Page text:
ARCADIA (CBSLA) – In the wake of 37 horse racing deaths over the past year at Santa Anita Park, the California Horse Racing Board has submitted a series of proposed regulations designed to eliminate medications from the sport, mitigate injuries and increase transparency.
At its Nov. 21 meeting in Del Mar, the CHRB outlined 16 new changes in response to a mandate from California Gov. Gavin Newsom. In June, Newsom signed a bill giving the CHRB the authority to halt racing at Santa Anita if it so chooses.
The proposed regulations include notifying the public of a positive drug test within 24 hours and making previously confidential veterinary records open to horse owners, veterinarians, trainers and jockeys. It calls for a ban on corticosteroids and protection for whistleblowers.
Furthermore, any horse placed on a “high-priority watch list” by the review panel would be prohibited from racing or training until it is removed from that list.
“The days of permissive medication are over,” said Dr. Gregory Ferraro the new chairman of the CHRB, at Thursday’s meeting. “We will gradually eliminate medications and keep them away from racing and training.”
Earlier this month, Mongolian Groom sustained an injury in the Breeders’ Cup Classic and became the 37th horse to die while racing or training at the track since December of 2018.
Racing at Santa Anita was temporarily suspended in February – following the 19th horse death — and again for most of March – following the 21st horse death — so experts could conduct testing on the park’s three tracks – the main, training and turf tracks — to try and pinpoint the issue. None of the horse deaths have occurred on the training track.
In mid-March, Santa Anita officials announced a series of new measures to help bolster the safety of horses at the track, including restrictions on certain medications, requiring trainers to get permission in advance before putting a horse through a workout, and investing in diagnostic equipment to aid in the early detection of pre-existing conditions.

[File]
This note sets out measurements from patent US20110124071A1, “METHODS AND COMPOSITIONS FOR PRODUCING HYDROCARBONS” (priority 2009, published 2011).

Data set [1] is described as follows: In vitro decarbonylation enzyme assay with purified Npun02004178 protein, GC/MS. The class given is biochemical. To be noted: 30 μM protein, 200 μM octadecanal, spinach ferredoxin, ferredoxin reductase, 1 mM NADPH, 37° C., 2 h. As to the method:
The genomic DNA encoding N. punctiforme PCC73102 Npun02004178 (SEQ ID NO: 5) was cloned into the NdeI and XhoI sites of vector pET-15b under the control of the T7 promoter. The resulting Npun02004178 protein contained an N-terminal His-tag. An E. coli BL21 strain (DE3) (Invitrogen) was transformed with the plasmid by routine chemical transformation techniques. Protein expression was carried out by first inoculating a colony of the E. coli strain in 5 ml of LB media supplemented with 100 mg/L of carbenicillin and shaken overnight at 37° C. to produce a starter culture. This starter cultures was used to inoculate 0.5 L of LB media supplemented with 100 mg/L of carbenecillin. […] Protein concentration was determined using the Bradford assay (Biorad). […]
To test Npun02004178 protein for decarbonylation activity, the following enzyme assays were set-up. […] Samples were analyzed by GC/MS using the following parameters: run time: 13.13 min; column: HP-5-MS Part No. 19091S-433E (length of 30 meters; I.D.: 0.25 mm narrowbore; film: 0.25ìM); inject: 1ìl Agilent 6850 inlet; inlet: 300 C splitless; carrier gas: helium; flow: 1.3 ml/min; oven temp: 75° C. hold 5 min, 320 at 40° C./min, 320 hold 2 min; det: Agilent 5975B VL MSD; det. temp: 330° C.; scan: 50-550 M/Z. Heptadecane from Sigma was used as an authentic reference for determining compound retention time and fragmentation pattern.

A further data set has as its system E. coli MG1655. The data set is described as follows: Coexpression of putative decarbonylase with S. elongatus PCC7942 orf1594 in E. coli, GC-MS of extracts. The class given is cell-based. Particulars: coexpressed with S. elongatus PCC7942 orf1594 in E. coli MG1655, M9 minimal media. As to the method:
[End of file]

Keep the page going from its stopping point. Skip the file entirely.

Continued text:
In April, Los Angeles County District Attorney Jackie Lacey announced the creation of a task force to investigate the deaths.
Santa Anita was mired in controversy again in September when the New York Times published a report alleging that 2018 Triple-Crown winner Justify had failed a drug test after the Santa Anita Derby, and the CHRB kept the test result secret. Prominent trainer Bob Baffert vehemently denied that Justify was intentionally given performance-enhancing drugs, instead saying that that the Scopolamine found in Justify’s system after the horse won the Santa Anita Derby in April of 2018 was due to Jimson Weed in his feed.
Here is the full list of proposed changes:
1) Statutory change to make public any positive drug test within 24 hours of confirmation.
2) Statutory change to direct revenue from CHRB licensing and penalties (approximately $1 million annually) to welfare and safety measures.
3) Statutory change to make confidential veterinary records open to horse owners, practicing veterinarians, Official Veterinarians, and to some degree trainers and jockeys.
4) Require any horse placed on the high-priority watch list by the review panel to also be placed on the Veterinarian’s List and prohibited from racing and training until removal
from that list by the Official Veterinarian.
5) Establish stricter criteria for removal from the Veterinarian’s List, possibly to include digital scanning (e.g. MRI and PET-scan, both of which are being installed at Santa Anita).
6) Post weekly fatality reports on the CHRB website, which is currently being arranged. (A fatality report based on trainer records will be introduced in the upcoming CHRB annual report.)
7) Require the tracks to protect whistleblowers who report suspicious activity. (The CHRB currently has a hotline [800-805-7223] and website link to receive confidential reports.)
8) Prohibit racing and training on tracks that have been modified due to weather conditions.
(A similar condition will be in place for the upcoming meet at Santa Anita with exact details yet to be determined.)
9) Gradually prohibit/eliminate administration of corticosteroids.
10) Continue to research the desirability of synthetic surfaces.
11) Eliminate extracorporeal shock wave therapy. (The CHRB is currently moving a regulation that prohibits horses from racing within 30 days of receiving such treatment.)
12) Require submission of the most recent 30 days of medical reports for horses entered to race.
13) Explore stronger rule options to require trainers to comply with advice from veterinarians.
14) Continue to increase the use of out-of-competition (OOC) testing, which involves testing horses not yet entered to race, as opposed to the more widespread testing of post-race
samples. (The CHRB tested more than 2,500 OOC samples in the last fiscal year.)
15) Provide ongoing education for trainers and veterinarians on the risks of corticosteroids and certain other medications. (This will be part of a continuing education program.)
16) Review penalty guidelines.